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Microscopic Study Reveals the Singular Origins of Growth

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  • Gur Yaari
  • Andrzej Nowak
  • Kamil Rakocy
  • Sorin Solomon

Abstract

P.W. Anderson proposed the concept of complexity in order to describe the emergence and growth of macroscopic collective patterns out of the simple interactions of many microscopic agents. In the physical sciences this paradigm was implemented systematically and confirmed repeatedly by successful confrontation with reality. In the social sciences however, the possibilities to stage experiments to validate it are limited. During the 90's a series of dramatic political and economic events have provided the opportunity to do so. We exploit the resulting empirical evidence to validate a simple agent based alternative to the classical logistic dynamics. The post-liberalization empirical data from Poland confirm the theoretical prediction that the dynamics is dominated by singular rare events which insure the resilience and adaptability of the system. We have shown that growth is led by few singular "growth centers" (Figure 1), that initially developed at a tremendous rate (Figure3), followed by a diffusion process to the rest of the country and leading to a positive growth rate uniform across the counties. In addition to the interdisciplinary unifying potential of our generic formal approach, the present work reveals the strong causal ties between the "softer" social conditions and their "hard" economic consequences.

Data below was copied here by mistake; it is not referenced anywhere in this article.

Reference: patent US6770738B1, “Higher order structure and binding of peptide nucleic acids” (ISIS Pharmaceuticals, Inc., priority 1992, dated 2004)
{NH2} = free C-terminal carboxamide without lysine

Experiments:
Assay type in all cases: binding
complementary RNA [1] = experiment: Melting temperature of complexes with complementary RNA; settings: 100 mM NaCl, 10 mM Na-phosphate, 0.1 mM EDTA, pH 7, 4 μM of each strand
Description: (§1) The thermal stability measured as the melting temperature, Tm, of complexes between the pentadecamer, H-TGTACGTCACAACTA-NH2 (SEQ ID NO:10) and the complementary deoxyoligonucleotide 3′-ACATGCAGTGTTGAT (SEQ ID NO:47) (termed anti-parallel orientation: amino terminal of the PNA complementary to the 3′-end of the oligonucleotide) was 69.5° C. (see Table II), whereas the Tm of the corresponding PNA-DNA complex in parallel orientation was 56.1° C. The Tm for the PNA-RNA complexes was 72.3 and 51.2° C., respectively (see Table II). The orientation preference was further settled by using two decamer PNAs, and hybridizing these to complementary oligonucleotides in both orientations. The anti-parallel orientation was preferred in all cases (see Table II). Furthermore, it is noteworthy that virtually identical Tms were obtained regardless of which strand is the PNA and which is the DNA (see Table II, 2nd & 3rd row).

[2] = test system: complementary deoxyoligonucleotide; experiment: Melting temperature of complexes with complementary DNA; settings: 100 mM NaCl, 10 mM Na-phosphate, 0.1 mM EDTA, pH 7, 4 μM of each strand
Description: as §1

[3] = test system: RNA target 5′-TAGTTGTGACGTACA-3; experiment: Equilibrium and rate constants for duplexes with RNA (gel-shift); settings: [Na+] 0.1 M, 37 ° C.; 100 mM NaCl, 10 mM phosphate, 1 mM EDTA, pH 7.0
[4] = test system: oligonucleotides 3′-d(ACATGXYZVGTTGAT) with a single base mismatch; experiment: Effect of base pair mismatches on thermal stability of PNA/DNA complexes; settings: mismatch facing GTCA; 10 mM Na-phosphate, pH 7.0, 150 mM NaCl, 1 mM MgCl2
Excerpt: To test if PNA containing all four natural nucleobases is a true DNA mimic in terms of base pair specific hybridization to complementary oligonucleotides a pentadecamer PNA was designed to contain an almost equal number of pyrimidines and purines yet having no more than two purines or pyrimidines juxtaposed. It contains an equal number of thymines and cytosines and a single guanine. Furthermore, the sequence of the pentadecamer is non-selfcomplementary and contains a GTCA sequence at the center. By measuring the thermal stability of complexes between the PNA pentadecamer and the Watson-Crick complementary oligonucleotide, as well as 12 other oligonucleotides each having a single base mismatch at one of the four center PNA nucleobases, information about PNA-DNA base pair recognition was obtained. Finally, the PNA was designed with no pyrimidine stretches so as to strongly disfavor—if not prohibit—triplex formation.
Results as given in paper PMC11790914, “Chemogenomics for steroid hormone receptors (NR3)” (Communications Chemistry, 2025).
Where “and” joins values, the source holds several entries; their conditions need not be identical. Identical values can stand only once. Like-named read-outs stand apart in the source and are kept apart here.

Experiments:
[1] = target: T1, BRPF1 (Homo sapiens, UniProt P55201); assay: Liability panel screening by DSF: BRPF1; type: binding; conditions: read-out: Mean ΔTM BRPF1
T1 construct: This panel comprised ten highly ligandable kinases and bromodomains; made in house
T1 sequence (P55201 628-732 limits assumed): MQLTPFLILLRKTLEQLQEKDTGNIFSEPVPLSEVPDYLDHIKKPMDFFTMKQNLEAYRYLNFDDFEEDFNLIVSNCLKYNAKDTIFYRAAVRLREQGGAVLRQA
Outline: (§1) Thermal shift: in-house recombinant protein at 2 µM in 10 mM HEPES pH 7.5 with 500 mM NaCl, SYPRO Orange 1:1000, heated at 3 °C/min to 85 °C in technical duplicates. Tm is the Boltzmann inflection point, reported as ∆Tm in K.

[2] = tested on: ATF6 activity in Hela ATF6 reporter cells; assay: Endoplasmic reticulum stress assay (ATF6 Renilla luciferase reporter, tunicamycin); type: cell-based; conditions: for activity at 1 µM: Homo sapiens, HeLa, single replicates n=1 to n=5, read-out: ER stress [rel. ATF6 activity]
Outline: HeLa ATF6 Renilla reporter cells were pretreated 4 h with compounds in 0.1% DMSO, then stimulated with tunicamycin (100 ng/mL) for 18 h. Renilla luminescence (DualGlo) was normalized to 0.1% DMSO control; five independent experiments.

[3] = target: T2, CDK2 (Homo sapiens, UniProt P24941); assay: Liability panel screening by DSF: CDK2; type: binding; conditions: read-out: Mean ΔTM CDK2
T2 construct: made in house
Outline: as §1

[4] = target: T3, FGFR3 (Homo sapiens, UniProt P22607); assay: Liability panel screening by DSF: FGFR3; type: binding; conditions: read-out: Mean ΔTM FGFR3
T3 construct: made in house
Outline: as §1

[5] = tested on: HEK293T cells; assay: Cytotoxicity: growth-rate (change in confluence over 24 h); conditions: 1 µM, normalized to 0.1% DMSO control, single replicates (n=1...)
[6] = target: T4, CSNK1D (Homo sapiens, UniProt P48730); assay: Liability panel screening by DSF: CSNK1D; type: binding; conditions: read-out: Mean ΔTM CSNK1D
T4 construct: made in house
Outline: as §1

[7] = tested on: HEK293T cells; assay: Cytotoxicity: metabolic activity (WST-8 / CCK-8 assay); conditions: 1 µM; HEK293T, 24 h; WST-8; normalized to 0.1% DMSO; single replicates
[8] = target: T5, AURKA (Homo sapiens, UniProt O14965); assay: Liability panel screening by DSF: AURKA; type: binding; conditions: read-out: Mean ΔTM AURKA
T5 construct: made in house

Suggested Citation

  • Gur Yaari & Andrzej Nowak & Kamil Rakocy & Sorin Solomon, 2008. "Microscopic Study Reveals the Singular Origins of Growth," Papers 0803.2201, arXiv.org.
  • Handle: RePEc:arx:papers:0803.2201
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    File URL: http://arxiv.org/pdf/0803.2201
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    Cited by:

    1. Sorin Solomon & Nataša Golo, 2015. "Microeconomic structure determines macroeconomic dynamics: Aoki defeats the representative agent," Journal of Economic Interaction and Coordination, Springer;Society for Economic Science with Heterogeneous Interacting Agents, vol. 10(1), pages 5-30, April.
    2. Solomon Sorin & Golo Natasa, 2013. "Minsky Financial Instability, Interscale Feedback, Percolation and Marshall–Walras Disequilibrium," Accounting, Economics, and Law: A Convivium, De Gruyter, vol. 3(3), pages 167-260, October.
    3. Challet, Damien & Solomon, Sorin & Yaari, Gur, 2009. "The universal shape of economic recession and recovery after a shock," Economics - The Open-Access, Open-Assessment E-Journal, Kiel Institute for the World Economy (IfW), vol. 3, pages 1-24.
    4. G. Yaari & D. Stauffer & S. Solomon, 2008. "Intermittency and Localization," Papers 0802.3541, arXiv.org, revised Mar 2008.

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